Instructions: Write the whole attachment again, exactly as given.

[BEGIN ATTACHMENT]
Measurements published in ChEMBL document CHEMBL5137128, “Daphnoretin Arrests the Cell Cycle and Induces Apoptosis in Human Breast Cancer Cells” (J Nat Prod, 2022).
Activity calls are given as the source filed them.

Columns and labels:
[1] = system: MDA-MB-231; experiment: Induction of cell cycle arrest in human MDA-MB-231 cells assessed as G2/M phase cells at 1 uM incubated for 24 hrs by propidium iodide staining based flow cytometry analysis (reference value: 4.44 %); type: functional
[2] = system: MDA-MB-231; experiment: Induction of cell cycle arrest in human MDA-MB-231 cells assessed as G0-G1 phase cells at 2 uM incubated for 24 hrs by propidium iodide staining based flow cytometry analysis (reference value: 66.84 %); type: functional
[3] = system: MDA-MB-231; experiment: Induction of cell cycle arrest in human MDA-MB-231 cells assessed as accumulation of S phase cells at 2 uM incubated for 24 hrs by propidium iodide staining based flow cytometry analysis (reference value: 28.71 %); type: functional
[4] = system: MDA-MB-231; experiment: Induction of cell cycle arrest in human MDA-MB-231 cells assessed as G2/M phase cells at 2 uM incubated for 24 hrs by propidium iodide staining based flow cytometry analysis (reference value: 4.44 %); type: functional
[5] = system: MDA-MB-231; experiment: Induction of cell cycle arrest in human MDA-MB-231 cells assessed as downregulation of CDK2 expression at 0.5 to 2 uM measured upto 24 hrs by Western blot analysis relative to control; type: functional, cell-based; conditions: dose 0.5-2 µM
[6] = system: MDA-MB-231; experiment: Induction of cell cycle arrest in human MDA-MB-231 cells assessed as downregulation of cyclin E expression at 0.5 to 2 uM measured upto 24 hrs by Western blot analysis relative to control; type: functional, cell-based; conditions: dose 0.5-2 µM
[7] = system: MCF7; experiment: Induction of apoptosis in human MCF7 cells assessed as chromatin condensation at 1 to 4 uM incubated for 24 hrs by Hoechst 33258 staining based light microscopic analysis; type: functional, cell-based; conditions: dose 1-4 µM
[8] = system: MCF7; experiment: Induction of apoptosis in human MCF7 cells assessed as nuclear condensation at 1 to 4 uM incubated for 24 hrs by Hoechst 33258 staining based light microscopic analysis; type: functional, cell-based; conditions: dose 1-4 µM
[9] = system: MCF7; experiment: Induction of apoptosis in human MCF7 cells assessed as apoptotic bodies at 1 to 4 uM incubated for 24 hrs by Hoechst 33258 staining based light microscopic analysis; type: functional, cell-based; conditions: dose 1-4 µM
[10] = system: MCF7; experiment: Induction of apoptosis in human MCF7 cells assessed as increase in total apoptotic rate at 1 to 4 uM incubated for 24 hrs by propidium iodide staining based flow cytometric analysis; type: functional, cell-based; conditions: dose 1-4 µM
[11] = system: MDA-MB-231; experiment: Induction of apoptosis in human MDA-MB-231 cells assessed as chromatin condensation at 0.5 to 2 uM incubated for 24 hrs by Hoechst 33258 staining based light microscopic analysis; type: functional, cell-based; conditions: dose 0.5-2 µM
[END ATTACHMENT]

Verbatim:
Measurements published in ChEMBL document CHEMBL5137128, “Daphnoretin Arrests the Cell Cycle and Induces Apoptosis in Human Breast Cancer Cells” (J Nat Prod, 2022).
Activity calls are given as the source filed them.

Columns and labels:
[1] = system: MDA-MB-231; experiment: Induction of cell cycle arrest in human MDA-MB-231 cells assessed as G2/M phase cells at 1 uM incubated for 24 hrs by propidium iodide staining based flow cytometry analysis (reference value: 4.44 %); type: functional
[2] = system: MDA-MB-231; experiment: Induction of cell cycle arrest in human MDA-MB-231 cells assessed as G0-G1 phase cells at 2 uM incubated for 24 hrs by propidium iodide staining based flow cytometry analysis (reference value: 66.84 %); type: functional
[3] = system: MDA-MB-231; experiment: Induction of cell cycle arrest in human MDA-MB-231 cells assessed as accumulation of S phase cells at 2 uM incubated for 24 hrs by propidium iodide staining based flow cytometry analysis (reference value: 28.71 %); type: functional
[4] = system: MDA-MB-231; experiment: Induction of cell cycle arrest in human MDA-MB-231 cells assessed as G2/M phase cells at 2 uM incubated for 24 hrs by propidium iodide staining based flow cytometry analysis (reference value: 4.44 %); type: functional
[5] = system: MDA-MB-231; experiment: Induction of cell cycle arrest in human MDA-MB-231 cells assessed as downregulation of CDK2 expression at 0.5 to 2 uM measured upto 24 hrs by Western blot analysis relative to control; type: functional, cell-based; conditions: dose 0.5-2 µM
[6] = system: MDA-MB-231; experiment: Induction of cell cycle arrest in human MDA-MB-231 cells assessed as downregulation of cyclin E expression at 0.5 to 2 uM measured upto 24 hrs by Western blot analysis relative to control; type: functional, cell-based; conditions: dose 0.5-2 µM
[7] = system: MCF7; experiment: Induction of apoptosis in human MCF7 cells assessed as chromatin condensation at 1 to 4 uM incubated for 24 hrs by Hoechst 33258 staining based light microscopic analysis; type: functional, cell-based; conditions: dose 1-4 µM
[8] = system: MCF7; experiment: Induction of apoptosis in human MCF7 cells assessed as nuclear condensation at 1 to 4 uM incubated for 24 hrs by Hoechst 33258 staining based light microscopic analysis; type: functional, cell-based; conditions: dose 1-4 µM
[9] = system: MCF7; experiment: Induction of apoptosis in human MCF7 cells assessed as apoptotic bodies at 1 to 4 uM incubated for 24 hrs by Hoechst 33258 staining based light microscopic analysis; type: functional, cell-based; conditions: dose 1-4 µM
[10] = system: MCF7; experiment: Induction of apoptosis in human MCF7 cells assessed as increase in total apoptotic rate at 1 to 4 uM incubated for 24 hrs by propidium iodide staining based flow cytometric analysis; type: functional, cell-based; conditions: dose 1-4 µM
[11] = system: MDA-MB-231; experiment: Induction of apoptosis in human MDA-MB-231 cells assessed as chromatin condensation at 0.5 to 2 uM incubated for 24 hrs by Hoechst 33258 staining based light microscopic analysis; type: functional, cell-based; conditions: dose 0.5-2 µM